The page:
Stoppard’s Rosencrantz & Guildenstern are Dead: High school, senior year – a companion piece of Hamlet, of course. Once my novel, The Time Minders, makes it big, you will appreciate two of my villains of the book, Rosencrantz and Guildenstern, who are equal parts the R & G of Shakespeare & Stoppard, with Agent Smith of The Matrix thrown in for good measure. But R & G are Dead introduced me to farcical literature, and it’s one of the best in that sub-genre.
Herbert’s Dune: Again, this is one of those books that I’ve reread so many times, I no longer recall exactly when I read it the first time. High school, but not sure when. I reread it once a year. It is the gold-standard for sci-fi world-building. My favorite scene in it is when Paul runs into Gurney again after years of being presumed dead. Beautiful.
Hambly’s Those Who Hunt the Night: If you haven’t read this vampire novel, do it. It is intelligent, historically-informative, and not at all oversexed or glittery. (I do like me some glittery vampires, but I fell in love with Don Simon Ysidro before I ever met Edward Cullen.)
Golding’s Lord of the Flies: If you think The Hunger Games is harsh, you haven’t read anything yet! Check out this classic; it’ll chill you to the bone. And, you won’t turn your back on a group of manic teenagers ever again, that’s for sure. Read this one senior year: what a send-off, I’ll tell you.
Following yesterday’s odd stream-of-consciousness post, I thought I’d continue the theme, but make it shorter and more colorful.
So here it is:
My husband travels a lot. He collects toiletries and various sundries from the hotel rooms and suites in which he stays. He’s stayed at suites with kitchenettes quite a bit lately, and brings back his used and unused dish detergents. He lines them up on our kitchen windowsill.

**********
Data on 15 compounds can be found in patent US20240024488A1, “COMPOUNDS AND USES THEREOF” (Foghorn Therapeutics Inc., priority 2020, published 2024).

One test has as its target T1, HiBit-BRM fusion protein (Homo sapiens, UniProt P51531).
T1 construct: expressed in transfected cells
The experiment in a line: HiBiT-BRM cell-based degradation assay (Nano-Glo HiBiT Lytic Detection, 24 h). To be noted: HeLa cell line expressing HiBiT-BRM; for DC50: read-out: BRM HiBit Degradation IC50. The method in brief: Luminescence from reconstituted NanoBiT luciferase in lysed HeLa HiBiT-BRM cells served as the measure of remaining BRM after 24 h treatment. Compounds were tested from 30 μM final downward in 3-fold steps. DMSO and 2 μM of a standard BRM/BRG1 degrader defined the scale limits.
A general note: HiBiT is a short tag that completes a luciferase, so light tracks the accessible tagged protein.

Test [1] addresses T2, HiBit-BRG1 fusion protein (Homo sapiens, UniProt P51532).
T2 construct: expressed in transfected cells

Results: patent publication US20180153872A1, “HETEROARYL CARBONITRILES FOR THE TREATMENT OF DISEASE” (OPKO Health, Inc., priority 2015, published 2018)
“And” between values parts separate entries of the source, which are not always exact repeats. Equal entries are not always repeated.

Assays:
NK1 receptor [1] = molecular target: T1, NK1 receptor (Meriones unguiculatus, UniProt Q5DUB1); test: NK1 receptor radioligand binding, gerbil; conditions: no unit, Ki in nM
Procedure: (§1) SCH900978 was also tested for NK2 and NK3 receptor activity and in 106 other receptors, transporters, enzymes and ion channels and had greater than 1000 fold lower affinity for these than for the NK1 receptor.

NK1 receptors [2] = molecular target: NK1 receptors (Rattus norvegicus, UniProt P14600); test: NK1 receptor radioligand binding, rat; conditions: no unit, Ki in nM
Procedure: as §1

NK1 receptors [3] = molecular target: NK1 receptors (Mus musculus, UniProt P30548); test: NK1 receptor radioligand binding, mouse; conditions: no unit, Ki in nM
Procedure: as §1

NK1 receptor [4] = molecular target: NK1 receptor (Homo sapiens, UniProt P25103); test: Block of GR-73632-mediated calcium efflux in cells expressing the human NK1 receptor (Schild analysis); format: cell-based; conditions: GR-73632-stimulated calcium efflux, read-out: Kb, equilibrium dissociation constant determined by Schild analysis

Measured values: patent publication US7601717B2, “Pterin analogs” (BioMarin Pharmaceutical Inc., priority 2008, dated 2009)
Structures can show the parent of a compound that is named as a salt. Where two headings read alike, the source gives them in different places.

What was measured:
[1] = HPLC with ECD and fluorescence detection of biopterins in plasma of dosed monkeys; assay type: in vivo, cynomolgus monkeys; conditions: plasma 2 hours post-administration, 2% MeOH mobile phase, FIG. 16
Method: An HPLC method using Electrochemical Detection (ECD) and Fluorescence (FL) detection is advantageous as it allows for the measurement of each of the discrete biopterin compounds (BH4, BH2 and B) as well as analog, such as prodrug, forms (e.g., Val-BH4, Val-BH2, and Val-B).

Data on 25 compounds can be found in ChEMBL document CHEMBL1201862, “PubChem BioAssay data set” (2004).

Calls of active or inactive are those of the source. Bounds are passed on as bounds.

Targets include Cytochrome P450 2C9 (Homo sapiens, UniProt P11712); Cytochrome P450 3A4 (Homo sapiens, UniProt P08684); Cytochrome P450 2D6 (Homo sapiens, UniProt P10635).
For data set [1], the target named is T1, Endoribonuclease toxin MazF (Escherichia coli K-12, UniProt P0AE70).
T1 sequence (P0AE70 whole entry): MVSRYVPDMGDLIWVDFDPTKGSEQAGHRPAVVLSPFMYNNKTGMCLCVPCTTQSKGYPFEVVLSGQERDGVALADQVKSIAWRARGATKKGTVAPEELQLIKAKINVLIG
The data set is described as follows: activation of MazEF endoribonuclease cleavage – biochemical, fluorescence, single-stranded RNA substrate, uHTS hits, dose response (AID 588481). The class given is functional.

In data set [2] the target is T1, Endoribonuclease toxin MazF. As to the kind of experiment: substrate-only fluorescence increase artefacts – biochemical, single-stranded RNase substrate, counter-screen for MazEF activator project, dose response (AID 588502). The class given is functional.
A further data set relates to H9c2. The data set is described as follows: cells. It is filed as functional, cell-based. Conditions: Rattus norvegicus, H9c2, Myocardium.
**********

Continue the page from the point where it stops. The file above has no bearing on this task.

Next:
I call this picture “Palmolivia.” It is fascinating because I had no idea that the original formula of Palmolive came in three distinctly different colors. Who knew?
As the Jamaican man walks by the coffee shop, his dreads piled in a huge coil underneath his Rastafarian hat, with his entourage of alternative high school students, I sit here blogging, listening to the discussion of today’s news by the locals. They read the hard copy newspapers. I get my news from Yahoo and Twitter. We are of a vastly different generation.
I am intrigued by the news of the lady who gave a kidney to save her boss and then was fired by that same boss. I tweeted, “No, I don’t want the job, but I’ll take my kidney back” along with the link to that article. Hope it entertains. I’ll tell you what that kind of news story DOES do, it reinforces a rather nasty commentary on humanity, that’s what it does. But I would be the first to admit that I would be vastly amused were this woman to sue to get her kidney back. Now THAT would be a news story. Heck, that would be an awesome story. I think I’ll write it down.
Don’t any of you steal it; I came up with the idea first, okay!
So what else is happening in my sunny corner of the world, here, across the railroad tracks?